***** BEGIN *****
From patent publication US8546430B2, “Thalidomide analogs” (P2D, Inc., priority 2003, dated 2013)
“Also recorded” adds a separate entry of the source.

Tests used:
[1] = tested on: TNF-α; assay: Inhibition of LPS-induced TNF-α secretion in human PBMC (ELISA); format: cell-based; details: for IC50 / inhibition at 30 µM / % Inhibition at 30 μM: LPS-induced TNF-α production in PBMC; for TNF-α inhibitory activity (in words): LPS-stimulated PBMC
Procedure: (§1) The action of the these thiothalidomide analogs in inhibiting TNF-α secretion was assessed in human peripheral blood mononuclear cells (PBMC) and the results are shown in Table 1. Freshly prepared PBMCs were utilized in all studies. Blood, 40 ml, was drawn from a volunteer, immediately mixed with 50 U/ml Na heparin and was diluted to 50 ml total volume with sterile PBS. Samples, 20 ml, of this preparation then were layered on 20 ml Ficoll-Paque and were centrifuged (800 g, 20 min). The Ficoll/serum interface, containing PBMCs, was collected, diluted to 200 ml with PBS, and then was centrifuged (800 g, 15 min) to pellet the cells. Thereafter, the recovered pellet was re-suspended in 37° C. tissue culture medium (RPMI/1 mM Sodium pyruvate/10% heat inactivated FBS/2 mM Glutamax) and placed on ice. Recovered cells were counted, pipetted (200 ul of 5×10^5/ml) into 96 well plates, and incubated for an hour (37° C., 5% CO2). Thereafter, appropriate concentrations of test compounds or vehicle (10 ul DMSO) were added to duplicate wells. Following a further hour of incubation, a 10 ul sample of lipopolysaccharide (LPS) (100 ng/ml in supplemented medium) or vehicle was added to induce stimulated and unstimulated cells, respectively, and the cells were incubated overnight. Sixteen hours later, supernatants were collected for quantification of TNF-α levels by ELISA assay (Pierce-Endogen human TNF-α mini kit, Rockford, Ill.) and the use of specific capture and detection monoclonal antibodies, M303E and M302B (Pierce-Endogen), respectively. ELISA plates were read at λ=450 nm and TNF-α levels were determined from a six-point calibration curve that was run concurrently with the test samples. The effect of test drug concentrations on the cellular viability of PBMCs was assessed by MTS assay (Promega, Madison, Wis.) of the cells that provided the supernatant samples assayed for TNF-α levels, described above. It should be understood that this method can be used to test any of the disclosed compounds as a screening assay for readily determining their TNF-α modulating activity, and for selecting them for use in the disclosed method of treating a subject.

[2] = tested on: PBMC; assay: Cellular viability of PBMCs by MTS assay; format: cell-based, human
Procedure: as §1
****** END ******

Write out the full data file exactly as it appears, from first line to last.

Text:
From patent publication US8546430B2, “Thalidomide analogs” (P2D, Inc., priority 2003, dated 2013)
“Also recorded” adds a separate entry of the source.

Tests used:
[1] = tested on: TNF-α; assay: Inhibition of LPS-induced TNF-α secretion in human PBMC (ELISA); format: cell-based; details: for IC50 / inhibition at 30 µM / % Inhibition at 30 μM: LPS-induced TNF-α production in PBMC; for TNF-α inhibitory activity (in words): LPS-stimulated PBMC
Procedure: (§1) The action of the these thiothalidomide analogs in inhibiting TNF-α secretion was assessed in human peripheral blood mononuclear cells (PBMC) and the results are shown in Table 1. Freshly prepared PBMCs were utilized in all studies. Blood, 40 ml, was drawn from a volunteer, immediately mixed with 50 U/ml Na heparin and was diluted to 50 ml total volume with sterile PBS. Samples, 20 ml, of this preparation then were layered on 20 ml Ficoll-Paque and were centrifuged (800 g, 20 min). The Ficoll/serum interface, containing PBMCs, was collected, diluted to 200 ml with PBS, and then was centrifuged (800 g, 15 min) to pellet the cells. Thereafter, the recovered pellet was re-suspended in 37° C. tissue culture medium (RPMI/1 mM Sodium pyruvate/10% heat inactivated FBS/2 mM Glutamax) and placed on ice. Recovered cells were counted, pipetted (200 ul of 5×10^5/ml) into 96 well plates, and incubated for an hour (37° C., 5% CO2). Thereafter, appropriate concentrations of test compounds or vehicle (10 ul DMSO) were added to duplicate wells. Following a further hour of incubation, a 10 ul sample of lipopolysaccharide (LPS) (100 ng/ml in supplemented medium) or vehicle was added to induce stimulated and unstimulated cells, respectively, and the cells were incubated overnight. Sixteen hours later, supernatants were collected for quantification of TNF-α levels by ELISA assay (Pierce-Endogen human TNF-α mini kit, Rockford, Ill.) and the use of specific capture and detection monoclonal antibodies, M303E and M302B (Pierce-Endogen), respectively. ELISA plates were read at λ=450 nm and TNF-α levels were determined from a six-point calibration curve that was run concurrently with the test samples. The effect of test drug concentrations on the cellular viability of PBMCs was assessed by MTS assay (Promega, Madison, Wis.) of the cells that provided the supernatant samples assayed for TNF-α levels, described above. It should be understood that this method can be used to test any of the disclosed compounds as a screening assay for readily determining their TNF-α modulating activity, and for selecting them for use in the disclosed method of treating a subject.

[2] = tested on: PBMC; assay: Cellular viability of PBMCs by MTS assay; format: cell-based, human
Procedure: as §1